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Studies by the Environmental Protection Agency (EPA) have found that among annual deaths due to lung cancer, almost 20,000 of them are connected to the airborne form of radiation known as radon. Radon, a gas caused by decaying uranium in the soil which is both invisible and odorless, is found in almost every state. Radon is present in the soil, and enters houses through cracks and other breaches in a house’s foundation. Long-term exposure to these high levels of radon can, over time, contribute to lung cancer. This effect is compounded in smokers.

If a house is found to have radon levels at or above 4 pCi/L, homeowners should contact a radon mitigation contractor to correct the problem. Fixing high radon levels doesn’t require major home remodeling, but a mitigation system is installed.

Testing should be done annually, as well as when moving into a new residence. Those selling a house are encouraged to inform potential buyers of the house’s radon levels, or to test and address the problem themselves before closing. Radon won’t dissipate on its own and should be reduced in order to prevent health risks in the future. Homeowners with wells or other private supplies of groundwater should be aware that radon can move from soil to water, and consider testing it alongside their houses.

While no level of radon gas is completely safe, as with most things in life we must balance the benefits and costs to find our own “acceptable” levels. We walk outside and work in the sun, exposing ourselves to ultraviolet radiation and increasing our risk of developing skin cancer. We drive in automobiles almost every day even though greater than 1 in 86 deaths is a result of automobile accidents. People smoke, eat poorly, and engage in dangerous behaviors on a daily basis. To some degree, radon gas is another daily risk that we all must take. However, you choose what you eat, whether or not you smoke, and how and when you drive. You have no choice but to breathe the air in your home.

Final Conclusion:

Contact Tracker Home Inspection & Consulting LLC for your Radon Testing & Mitigation.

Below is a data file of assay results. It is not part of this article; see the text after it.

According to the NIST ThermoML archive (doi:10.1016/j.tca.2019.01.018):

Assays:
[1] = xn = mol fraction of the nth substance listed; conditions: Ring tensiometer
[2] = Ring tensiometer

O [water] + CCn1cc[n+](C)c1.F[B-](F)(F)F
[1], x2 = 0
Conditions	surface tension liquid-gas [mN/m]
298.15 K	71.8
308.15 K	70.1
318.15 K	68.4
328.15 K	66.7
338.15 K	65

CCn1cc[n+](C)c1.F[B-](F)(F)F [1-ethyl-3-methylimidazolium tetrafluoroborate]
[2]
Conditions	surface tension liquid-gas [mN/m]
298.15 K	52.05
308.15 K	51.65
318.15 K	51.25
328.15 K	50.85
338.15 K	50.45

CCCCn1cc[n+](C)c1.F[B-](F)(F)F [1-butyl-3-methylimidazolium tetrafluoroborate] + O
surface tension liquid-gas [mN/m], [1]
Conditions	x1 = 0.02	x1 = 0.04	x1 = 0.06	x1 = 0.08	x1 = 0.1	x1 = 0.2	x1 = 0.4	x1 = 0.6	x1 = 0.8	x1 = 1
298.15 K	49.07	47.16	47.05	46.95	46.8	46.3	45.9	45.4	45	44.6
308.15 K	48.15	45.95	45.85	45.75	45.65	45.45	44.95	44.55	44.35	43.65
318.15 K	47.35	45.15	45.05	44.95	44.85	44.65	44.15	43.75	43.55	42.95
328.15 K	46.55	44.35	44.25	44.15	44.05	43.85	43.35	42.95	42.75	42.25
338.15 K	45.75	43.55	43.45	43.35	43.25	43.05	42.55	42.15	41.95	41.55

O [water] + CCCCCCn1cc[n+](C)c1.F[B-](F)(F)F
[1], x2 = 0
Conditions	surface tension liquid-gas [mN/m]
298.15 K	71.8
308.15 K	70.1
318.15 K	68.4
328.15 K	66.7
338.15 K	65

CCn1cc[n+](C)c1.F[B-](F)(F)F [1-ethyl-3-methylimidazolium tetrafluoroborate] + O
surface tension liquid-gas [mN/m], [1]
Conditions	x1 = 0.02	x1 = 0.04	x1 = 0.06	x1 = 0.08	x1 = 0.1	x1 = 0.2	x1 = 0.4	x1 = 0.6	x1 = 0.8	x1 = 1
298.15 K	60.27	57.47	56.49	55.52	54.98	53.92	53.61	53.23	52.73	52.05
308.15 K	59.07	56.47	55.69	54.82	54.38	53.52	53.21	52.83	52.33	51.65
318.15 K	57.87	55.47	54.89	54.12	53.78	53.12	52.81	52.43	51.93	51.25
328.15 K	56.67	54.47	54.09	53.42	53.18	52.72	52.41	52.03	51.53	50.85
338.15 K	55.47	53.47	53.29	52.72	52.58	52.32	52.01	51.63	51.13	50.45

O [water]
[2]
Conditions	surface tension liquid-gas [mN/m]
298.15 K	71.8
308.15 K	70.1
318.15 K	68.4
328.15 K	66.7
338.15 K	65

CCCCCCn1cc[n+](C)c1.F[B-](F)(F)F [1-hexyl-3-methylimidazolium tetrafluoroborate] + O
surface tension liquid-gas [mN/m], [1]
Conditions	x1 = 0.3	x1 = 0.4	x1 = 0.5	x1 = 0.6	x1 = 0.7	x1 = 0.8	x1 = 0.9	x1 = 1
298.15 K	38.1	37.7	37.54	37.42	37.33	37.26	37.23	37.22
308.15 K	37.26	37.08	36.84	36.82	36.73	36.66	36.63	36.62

Checklist for Inspecting Radon Mitigation Systems in Residential Homes

Home Buyer’s and Seller’s Guide to Radon

The EPA recommends:
•If you are buying a home or selling your home, have it tested for radon.

•For a new home, ask if radon-resistant construction features were used and if the home has been tested.

•Fix the home if the radon level is 4 picoCuries per liter (pCi/L) or higher.

•Radon levels less than 4 pCi/L still pose a risk, and in many cases, may be reduced.

•Take steps to prevent device interference when conducting a radon test.

The EPA estimates that radon causes thousands of cancer deaths in the U.S. each year.

* Radon is estimated to cause about 21,000 lung cancer deaths per year.

The numbers of deaths from other causes are taken from the Centers for Disease Control and Prevention’s 1999-2001 National Center for Injury Prevention and Control Report and 2002 National Safety Council Reports.

Radon is a cancer-causing, radioactive gas.

You cannot see, smell or taste radon. But it still may be a problem in your home. When you breathe air containing radon, you increase your risk of getting lung cancer. In fact, the Surgeon General of the United States has warned that radon is the second leading cause of lung cancer in the United States today. If you smoke and your home has high radon levels, your risk of lung cancer is especially high.

You should test for radon.

Testing is the only way to find out your home’s radon levels. The EPA and the Surgeon General recommend testing all homes below the third floor for radon.

You can fix a radon problem.

If you find that you have high radon levels, there are ways to fix a radon problem. Even very high levels can be reduced to acceptable levels.

If You Are Selling a Home…

The EPA recommends that you test your home before putting it on the market and, if necessary, lower your radon levels. Save the test results and all information you have about steps that were taken to fix any problems. This could be a positive selling point.

If You Are Buying a Home…

The EPA recommends that you know what the indoor radon level is in any home you are considering buying. Ask the seller for their radon test results. If the home has a radon-reduction system, ask the seller for information they have about the system.

If the home has not yet been tested, you should have the house tested.

If you are having a new home built, there are features that can be incorporated into your home during construction to reduce radon levels.

These radon testing guidelines have been developed specifically to deal with the time-sensitive nature of home purchases and sales, and the potential for radon device interference. These guidelines are slightly different from the guidelines in other EPA publications which provide radon testing and reduction information for non-real estate situations.

This guide recommends three short-term testing options for real estate transactions. The EPA also recommends testing a home in the lowest level which is currently suitable for occupancy, since a buyer may choose to live in a lower area of the home than that used by the seller.